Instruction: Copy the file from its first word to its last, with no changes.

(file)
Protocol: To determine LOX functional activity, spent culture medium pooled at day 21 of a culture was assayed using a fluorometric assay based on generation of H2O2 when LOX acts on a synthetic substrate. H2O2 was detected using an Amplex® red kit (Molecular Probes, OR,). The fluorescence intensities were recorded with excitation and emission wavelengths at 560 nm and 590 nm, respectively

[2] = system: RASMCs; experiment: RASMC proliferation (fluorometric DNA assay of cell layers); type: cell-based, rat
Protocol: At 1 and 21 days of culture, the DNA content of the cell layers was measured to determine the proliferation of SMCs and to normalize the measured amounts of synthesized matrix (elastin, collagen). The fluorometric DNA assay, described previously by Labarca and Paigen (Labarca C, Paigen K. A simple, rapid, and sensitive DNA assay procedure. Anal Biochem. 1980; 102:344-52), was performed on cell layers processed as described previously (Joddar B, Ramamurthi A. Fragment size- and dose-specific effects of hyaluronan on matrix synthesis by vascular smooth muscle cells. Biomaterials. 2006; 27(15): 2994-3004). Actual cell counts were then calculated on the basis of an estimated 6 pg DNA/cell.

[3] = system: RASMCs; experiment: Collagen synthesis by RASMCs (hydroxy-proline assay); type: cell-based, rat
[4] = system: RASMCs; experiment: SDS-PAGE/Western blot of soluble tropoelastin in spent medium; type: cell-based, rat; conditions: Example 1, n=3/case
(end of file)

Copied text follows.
Protocol: To determine LOX functional activity, spent culture medium pooled at day 21 of a culture was assayed using a fluorometric assay based on generation of H2O2 when LOX acts on a synthetic substrate. H2O2 was detected using an Amplex® red kit (Molecular Probes, OR,). The fluorescence intensities were recorded with excitation and emission wavelengths at 560 nm and 590 nm, respectively

[2] = system: RASMCs; experiment: RASMC proliferation (fluorometric DNA assay of cell layers); type: cell-based, rat
Protocol: At 1 and 21 days of culture, the DNA content of the cell layers was measured to determine the proliferation of SMCs and to normalize the measured amounts of synthesized matrix (elastin, collagen). The fluorometric DNA assay, described previously by Labarca and Paigen (Labarca C, Paigen K. A simple, rapid, and sensitive DNA assay procedure. Anal Biochem. 1980; 102:344-52), was performed on cell layers processed as described previously (Joddar B, Ramamurthi A. Fragment size- and dose-specific effects of hyaluronan on matrix synthesis by vascular smooth muscle cells. Biomaterials. 2006; 27(15): 2994-3004). Actual cell counts were then calculated on the basis of an estimated 6 pg DNA/cell.

[3] = system: RASMCs; experiment: Collagen synthesis by RASMCs (hydroxy-proline assay); type: cell-based, rat
[4] = system: RASMCs; experiment: SDS-PAGE/Western blot of soluble tropoelastin in spent medium; type: cell-based, rat; conditions: Example 1, n=3/case